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Ever wonder why electrics cars are more expensive than gas-guzzling vehicles? Part of the reason is the use of rare earth elements needed to power the motor. Only one country holds the monopoly of these rare substances: China, which currently produces an astonishing 97 percent of all rare earths used globally.

Such dependence on rare earth elements need to stop, and this is what a Japanese professor wants to achieve with his invention. Professor Nobukazu Hoshi of Tokyo University of Science has developed an electric car that does not need any kind of rare earth elements. The prototype is a remodel of the 1999 Mazda Roadster and is powered by a 400V/ 9.5kWh hybrid car motor. It also has five modules of lithium battery, each weighing 20 kilograms, and a so-called “switched reluctance motor” that boosts an output of 50kW.

Although the prototype is impressive on its own, Mr. Hoshi says there is still room for improvement, especially in boosting the car’s torque and energy efficiency, as well as reducing the noise and vibration.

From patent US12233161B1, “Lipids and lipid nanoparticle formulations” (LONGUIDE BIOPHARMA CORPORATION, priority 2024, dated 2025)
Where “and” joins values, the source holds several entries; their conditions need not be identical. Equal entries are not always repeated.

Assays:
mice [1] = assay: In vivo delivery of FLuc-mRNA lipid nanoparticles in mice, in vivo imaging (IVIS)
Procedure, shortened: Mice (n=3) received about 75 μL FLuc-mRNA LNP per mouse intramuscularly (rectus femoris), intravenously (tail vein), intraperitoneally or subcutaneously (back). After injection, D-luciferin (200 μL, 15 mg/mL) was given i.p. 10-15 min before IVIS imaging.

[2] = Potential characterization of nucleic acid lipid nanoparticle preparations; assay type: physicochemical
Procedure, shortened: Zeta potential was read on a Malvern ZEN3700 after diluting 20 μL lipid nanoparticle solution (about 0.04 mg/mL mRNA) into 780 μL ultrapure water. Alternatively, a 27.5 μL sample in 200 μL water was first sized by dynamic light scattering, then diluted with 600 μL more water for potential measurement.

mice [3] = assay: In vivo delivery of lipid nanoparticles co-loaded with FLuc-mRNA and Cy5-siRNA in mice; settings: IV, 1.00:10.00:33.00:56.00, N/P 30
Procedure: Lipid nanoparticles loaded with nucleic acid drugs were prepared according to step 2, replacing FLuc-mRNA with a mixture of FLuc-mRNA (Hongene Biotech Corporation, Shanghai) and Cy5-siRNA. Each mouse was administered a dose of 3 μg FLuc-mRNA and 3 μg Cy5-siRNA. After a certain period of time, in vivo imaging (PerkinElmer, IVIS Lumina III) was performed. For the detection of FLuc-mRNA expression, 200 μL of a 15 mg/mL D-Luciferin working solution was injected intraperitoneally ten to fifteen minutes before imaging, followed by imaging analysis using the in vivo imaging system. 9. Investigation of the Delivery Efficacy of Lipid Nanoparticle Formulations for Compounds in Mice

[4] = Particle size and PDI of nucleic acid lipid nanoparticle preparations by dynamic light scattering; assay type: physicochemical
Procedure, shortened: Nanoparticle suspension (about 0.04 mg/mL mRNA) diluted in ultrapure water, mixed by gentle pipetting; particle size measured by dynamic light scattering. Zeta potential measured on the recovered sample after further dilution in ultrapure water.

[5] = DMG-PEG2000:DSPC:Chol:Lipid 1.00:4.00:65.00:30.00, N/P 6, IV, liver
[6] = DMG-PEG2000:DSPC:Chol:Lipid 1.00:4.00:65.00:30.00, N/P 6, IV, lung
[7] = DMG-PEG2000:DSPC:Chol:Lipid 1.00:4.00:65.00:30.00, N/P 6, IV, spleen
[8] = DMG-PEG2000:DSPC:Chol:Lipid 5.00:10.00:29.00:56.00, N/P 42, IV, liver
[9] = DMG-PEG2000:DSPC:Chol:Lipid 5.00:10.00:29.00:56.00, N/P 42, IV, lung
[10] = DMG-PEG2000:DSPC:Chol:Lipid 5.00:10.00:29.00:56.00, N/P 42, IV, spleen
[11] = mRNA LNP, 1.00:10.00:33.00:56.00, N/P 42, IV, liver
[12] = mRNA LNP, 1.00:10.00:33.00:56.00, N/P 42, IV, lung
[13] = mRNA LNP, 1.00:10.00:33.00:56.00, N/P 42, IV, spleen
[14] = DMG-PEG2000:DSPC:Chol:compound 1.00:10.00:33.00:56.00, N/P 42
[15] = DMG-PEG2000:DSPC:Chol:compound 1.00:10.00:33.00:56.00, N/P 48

It is also interesting to note that Toyota is also working on a rare earths-free engine for its electric cars.

Source: Diginfo News, via TechCrunch

 
 

Comments

 
You have to be careful in making electric cars. Its really complicated and you have to make sure that you are installing only the good parts on the car.
Car Tires on April 13, 2012 at 7:37 am
[...] source:Gadget.com Tags: Battery, Mazda, Roadster, Toyota [...]

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